Feb. 4 (Bloomberg) -- South Africa’s government agreed to a 52 percent increase in the minimum wage for farmworkers following violent pay strikes in the Western Cape province that claimed three lives and interrupted fruit harvests.
The minimum daily wage will be raised to 105 rand ($11.77) from 69 rand from March 1, with a further increase of 1.5 percentage points above the consumer inflation rate for the following two years, Labor Minister Mildred Oliphant said.
“It is time to begin working together toward a vision for the farming sector, one in which the sector expands and creates jobs and where there are better relations between farmers and farmworkers,” Oliphant told reporters today in Pretoria, the capital. “Agriculture is an important sector of our economy and it is imperative to ensure it is stable at all times.”
Workers began striking in November, demanding a minimum of 150 rand a day. Protests spread to about 16 rural towns in the Western Cape, and saw police using tear gas, stun grenades and water cannons to disperse stone-throwing crowds. Packing sheds, vineyards and vehicles were set on fire before the protests were suspended earlier this month.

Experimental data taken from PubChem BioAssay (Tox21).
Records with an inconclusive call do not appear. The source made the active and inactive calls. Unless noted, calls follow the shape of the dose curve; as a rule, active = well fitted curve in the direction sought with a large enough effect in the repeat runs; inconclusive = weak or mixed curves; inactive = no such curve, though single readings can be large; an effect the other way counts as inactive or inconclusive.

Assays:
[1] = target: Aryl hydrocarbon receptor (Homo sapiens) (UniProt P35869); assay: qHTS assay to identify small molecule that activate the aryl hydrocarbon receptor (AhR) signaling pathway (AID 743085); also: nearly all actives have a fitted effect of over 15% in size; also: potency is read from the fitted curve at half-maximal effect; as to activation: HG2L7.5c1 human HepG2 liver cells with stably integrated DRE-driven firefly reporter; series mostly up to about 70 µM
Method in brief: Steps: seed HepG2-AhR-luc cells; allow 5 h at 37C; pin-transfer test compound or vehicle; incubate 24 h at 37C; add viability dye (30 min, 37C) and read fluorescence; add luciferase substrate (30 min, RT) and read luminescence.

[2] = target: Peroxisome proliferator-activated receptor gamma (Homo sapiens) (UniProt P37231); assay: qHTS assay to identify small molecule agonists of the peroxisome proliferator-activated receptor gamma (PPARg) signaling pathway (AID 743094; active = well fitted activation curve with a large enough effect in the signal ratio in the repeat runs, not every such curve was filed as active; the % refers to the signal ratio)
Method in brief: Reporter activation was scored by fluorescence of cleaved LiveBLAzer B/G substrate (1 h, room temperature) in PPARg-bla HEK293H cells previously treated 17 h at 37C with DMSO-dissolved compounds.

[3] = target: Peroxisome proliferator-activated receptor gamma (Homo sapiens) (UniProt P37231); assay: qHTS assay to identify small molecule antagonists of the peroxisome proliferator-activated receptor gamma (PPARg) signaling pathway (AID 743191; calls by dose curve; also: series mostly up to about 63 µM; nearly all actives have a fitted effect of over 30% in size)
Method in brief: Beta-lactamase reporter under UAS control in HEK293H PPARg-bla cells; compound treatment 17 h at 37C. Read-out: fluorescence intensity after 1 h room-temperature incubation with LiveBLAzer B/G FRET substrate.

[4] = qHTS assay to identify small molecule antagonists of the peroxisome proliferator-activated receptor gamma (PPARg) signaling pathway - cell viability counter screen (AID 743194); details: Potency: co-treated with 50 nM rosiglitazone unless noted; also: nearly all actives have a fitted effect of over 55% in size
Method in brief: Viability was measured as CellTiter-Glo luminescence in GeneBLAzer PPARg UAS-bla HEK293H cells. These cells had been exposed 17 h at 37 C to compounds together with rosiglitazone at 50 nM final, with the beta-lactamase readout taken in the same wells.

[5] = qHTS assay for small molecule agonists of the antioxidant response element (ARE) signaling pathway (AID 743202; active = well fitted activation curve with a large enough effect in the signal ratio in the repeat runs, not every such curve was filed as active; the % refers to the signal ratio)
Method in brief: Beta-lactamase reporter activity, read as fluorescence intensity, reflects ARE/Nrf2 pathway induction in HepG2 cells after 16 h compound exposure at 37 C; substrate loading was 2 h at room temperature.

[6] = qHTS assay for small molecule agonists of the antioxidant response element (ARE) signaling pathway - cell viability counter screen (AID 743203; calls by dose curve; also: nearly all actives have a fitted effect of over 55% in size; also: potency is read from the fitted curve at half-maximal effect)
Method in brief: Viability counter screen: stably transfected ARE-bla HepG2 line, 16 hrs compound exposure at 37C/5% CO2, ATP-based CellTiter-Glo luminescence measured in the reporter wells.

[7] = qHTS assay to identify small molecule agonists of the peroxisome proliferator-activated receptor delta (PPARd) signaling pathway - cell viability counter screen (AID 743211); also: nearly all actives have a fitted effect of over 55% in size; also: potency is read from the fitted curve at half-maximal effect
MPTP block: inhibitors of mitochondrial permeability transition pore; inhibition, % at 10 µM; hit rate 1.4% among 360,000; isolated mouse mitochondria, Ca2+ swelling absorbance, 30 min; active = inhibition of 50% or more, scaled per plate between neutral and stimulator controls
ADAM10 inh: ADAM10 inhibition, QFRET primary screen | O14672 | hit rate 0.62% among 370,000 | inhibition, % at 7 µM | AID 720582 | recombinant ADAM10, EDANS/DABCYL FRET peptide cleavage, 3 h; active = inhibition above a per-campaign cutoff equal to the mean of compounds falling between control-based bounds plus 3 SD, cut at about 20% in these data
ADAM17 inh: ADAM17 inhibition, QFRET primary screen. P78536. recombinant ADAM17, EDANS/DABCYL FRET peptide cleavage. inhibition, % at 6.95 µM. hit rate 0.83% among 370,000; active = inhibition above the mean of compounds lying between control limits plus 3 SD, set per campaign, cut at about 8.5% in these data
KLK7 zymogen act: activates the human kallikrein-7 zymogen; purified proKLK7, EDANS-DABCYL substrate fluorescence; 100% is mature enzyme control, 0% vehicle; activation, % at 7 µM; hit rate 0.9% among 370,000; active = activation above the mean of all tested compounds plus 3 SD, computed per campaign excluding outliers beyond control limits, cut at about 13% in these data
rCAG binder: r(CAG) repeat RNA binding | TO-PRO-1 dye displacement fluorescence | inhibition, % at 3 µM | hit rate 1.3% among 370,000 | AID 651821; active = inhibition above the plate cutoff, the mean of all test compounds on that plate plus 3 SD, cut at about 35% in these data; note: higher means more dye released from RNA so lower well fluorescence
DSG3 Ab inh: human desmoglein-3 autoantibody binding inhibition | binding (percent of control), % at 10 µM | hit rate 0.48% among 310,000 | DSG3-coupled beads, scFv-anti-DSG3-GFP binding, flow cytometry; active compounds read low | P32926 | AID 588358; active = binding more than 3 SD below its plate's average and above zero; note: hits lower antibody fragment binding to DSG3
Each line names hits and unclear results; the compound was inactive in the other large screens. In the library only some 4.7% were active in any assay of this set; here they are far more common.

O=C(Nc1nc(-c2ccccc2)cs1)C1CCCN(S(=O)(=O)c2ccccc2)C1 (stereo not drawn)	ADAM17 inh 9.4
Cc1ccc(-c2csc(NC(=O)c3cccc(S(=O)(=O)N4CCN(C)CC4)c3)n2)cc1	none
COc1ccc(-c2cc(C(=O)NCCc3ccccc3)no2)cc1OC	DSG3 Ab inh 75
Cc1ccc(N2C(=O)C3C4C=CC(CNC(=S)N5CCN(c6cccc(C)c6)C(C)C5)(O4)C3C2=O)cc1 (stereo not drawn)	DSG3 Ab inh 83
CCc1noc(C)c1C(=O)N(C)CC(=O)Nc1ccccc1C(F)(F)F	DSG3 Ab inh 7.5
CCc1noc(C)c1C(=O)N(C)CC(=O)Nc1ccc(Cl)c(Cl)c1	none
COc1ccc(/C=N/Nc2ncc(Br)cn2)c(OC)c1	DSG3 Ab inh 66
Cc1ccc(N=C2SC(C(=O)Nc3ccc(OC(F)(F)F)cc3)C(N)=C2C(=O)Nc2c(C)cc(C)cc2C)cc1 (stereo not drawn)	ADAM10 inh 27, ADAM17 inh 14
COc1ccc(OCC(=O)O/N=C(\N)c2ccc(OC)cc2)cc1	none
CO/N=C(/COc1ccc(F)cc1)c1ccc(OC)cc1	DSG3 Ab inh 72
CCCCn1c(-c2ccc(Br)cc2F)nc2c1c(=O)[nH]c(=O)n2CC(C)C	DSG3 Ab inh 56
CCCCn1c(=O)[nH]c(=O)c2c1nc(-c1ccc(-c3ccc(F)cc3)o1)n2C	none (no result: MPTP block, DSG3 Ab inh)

Higher wages may force farmers to mechanize more of their operations to contain costs, undermining government plans to create 969,500 new agriculture jobs in Africa’s largest economy by 2030 to help cut a 25.5 percent unemployment rate. The number of workers employed on farms has already slumped about 30 percent to 680,000 in the past decade because of farmers replacing workers with machines, according to Pretoria-based Agri SA, the main farmers’ organization.
Agriculture makes up about 2.1 percent of South Africa’s gross domestic product directly and farms produce almost 6.5 percent of the country’s exports, according to government data.
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